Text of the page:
28. To engage in dharma with diligence
If lis-ten-ers and solitary buddhas, / in striving just for their own benefit,
Are seen to focus with the same resolve / as putting out a fi-re on their head,
Since my aim is to benefit all be-ings, / and effort is the source of all good traits,
I must engage with joyful perseverance: / this is the way a bodhisattva trains.
Verse 28 audio above
The sixth paramita, tson.dru in Tibetan, has so many translations. There is no one word in English that fully conveys the meaning. The early favorite translation was joyful enthusiasm, which sort of bypassed the hard work aspect (well, it was the ’70s!). Mingyur Rinpoche currently calls it joyful effort. Ken McLeod calls it energy. Both the Padmakara Translation Committee (Dilgo Khyentse’s translators) and Ken Holmes (Ornament of Precious Liberation) call it diligence, which is my personal favorite.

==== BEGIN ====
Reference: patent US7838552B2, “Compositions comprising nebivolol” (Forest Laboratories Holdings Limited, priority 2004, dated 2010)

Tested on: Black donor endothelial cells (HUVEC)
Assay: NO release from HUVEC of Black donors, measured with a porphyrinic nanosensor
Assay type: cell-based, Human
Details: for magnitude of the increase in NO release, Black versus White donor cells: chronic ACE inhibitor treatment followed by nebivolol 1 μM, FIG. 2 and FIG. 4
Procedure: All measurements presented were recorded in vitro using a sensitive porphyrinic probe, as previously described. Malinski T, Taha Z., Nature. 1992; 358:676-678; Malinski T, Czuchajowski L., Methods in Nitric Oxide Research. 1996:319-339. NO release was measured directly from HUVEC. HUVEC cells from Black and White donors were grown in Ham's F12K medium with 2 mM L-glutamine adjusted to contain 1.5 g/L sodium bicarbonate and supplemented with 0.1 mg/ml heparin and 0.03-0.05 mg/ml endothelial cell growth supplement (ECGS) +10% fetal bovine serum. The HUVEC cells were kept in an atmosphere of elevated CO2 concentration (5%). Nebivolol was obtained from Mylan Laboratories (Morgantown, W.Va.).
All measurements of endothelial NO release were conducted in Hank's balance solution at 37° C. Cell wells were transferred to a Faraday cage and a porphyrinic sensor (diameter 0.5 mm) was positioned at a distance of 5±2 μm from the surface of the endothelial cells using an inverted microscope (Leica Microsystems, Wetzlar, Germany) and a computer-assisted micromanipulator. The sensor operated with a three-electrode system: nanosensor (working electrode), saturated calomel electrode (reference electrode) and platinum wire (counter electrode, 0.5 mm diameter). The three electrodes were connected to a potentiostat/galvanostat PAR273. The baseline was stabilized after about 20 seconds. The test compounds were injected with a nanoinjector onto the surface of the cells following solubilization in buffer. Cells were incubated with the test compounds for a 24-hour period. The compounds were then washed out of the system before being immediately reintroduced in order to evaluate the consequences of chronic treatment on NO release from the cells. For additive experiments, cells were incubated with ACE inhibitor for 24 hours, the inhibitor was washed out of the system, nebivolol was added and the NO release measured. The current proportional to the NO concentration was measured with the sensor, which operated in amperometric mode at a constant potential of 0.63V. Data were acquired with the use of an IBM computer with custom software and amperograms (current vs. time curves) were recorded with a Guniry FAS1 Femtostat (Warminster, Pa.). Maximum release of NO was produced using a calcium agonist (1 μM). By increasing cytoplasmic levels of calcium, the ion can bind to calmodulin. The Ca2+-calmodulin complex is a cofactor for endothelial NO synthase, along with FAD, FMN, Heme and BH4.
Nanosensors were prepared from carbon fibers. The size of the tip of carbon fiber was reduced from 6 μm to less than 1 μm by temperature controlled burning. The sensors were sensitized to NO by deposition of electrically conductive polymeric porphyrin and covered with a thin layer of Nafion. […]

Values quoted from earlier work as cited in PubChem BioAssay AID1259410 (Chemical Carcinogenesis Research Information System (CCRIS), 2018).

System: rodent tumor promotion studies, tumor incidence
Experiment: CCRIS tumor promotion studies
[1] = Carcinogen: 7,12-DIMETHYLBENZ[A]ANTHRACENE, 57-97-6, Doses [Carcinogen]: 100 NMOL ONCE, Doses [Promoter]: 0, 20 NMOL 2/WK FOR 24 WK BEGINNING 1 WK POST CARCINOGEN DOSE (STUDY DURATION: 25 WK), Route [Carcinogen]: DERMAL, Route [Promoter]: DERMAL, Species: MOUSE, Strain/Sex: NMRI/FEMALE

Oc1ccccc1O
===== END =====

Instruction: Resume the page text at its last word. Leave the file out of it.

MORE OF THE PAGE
In its current definition, diligence is “earnest and persistent application to an undertaking; steady effort; assiduity,” which makes it no different from perseverance or steady effort, which can suggest a slog. Tson.dru is far from a slog!
However, if we combine the current meaning of diligence with its original Latin derivation from diligere, to love or delight in someone or something, diligence does the job perfectly, so we will go with that for present purposes. Of course, what it’s called is less important than understanding its full meaning, which we will unwrap with the help of our commentaries, so you are free to call it by whichever name resonates best with you.
The point of diligence is …Share on Facebook